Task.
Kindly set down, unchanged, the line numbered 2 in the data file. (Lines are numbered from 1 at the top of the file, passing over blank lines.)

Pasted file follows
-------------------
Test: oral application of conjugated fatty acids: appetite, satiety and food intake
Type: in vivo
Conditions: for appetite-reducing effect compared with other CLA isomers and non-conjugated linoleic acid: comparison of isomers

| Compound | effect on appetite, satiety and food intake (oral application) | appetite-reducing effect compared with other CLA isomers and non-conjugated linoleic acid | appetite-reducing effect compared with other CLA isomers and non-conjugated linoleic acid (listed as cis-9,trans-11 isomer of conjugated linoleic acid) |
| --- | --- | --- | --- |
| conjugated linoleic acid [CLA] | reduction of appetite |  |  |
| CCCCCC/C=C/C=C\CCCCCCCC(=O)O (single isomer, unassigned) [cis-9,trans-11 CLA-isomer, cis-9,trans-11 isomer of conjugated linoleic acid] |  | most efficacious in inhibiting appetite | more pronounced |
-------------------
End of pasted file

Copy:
Type: in vivo